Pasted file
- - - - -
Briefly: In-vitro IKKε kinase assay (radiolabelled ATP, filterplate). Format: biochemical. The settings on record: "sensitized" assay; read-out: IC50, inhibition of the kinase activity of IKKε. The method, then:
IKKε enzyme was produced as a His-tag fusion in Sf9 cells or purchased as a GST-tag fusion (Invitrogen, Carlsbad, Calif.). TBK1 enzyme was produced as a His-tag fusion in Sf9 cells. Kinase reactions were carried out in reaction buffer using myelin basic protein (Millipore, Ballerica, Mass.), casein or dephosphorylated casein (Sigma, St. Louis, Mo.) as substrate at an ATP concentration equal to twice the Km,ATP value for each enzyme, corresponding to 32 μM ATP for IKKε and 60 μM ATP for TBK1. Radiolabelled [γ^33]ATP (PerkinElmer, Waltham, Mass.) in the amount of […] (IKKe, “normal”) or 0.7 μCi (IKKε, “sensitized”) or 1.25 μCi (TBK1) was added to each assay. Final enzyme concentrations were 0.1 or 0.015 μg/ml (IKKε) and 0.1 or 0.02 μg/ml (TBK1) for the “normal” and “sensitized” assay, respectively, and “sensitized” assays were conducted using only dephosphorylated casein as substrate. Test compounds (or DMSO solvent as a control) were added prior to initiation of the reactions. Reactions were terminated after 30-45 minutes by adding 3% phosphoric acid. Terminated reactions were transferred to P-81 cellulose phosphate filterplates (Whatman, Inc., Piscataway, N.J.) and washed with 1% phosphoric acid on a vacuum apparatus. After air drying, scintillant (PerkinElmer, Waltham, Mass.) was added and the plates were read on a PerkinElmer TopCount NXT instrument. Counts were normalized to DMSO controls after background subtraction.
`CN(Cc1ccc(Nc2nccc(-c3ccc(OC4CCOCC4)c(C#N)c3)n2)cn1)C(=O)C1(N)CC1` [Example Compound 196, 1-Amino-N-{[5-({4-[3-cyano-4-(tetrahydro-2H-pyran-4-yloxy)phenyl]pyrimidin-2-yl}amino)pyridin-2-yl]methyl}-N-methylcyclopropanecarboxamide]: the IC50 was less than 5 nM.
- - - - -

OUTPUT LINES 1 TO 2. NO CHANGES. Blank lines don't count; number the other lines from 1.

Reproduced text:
Briefly: In-vitro IKKε kinase assay (radiolabelled ATP, filterplate). Format: biochemical. The settings on record: "sensitized" assay; read-out: IC50, inhibition of the kinase activity of IKKε. The method, then:
IKKε enzyme was produced as a His-tag fusion in Sf9 cells or purchased as a GST-tag fusion (Invitrogen, Carlsbad, Calif.). TBK1 enzyme was produced as a His-tag fusion in Sf9 cells. Kinase reactions were carried out in reaction buffer using myelin basic protein (Millipore, Ballerica, Mass.), casein or dephosphorylated casein (Sigma, St. Louis, Mo.) as substrate at an ATP concentration equal to twice the Km,ATP value for each enzyme, corresponding to 32 μM ATP for IKKε and 60 μM ATP for TBK1. Radiolabelled [γ^33]ATP (PerkinElmer, Waltham, Mass.) in the amount of […] (IKKe, “normal”) or 0.7 μCi (IKKε, “sensitized”) or 1.25 μCi (TBK1) was added to each assay. Final enzyme concentrations were 0.1 or 0.015 μg/ml (IKKε) and 0.1 or 0.02 μg/ml (TBK1) for the “normal” and “sensitized” assay, respectively, and “sensitized” assays were conducted using only dephosphorylated casein as substrate. Test compounds (or DMSO solvent as a control) were added prior to initiation of the reactions. Reactions were terminated after 30-45 minutes by adding 3% phosphoric acid. Terminated reactions were transferred to P-81 cellulose phosphate filterplates (Whatman, Inc., Piscataway, N.J.) and washed with 1% phosphoric acid on a vacuum apparatus. After air drying, scintillant (PerkinElmer, Waltham, Mass.) was added and the plates were read on a PerkinElmer TopCount NXT instrument. Counts were normalized to DMSO controls after background subtraction.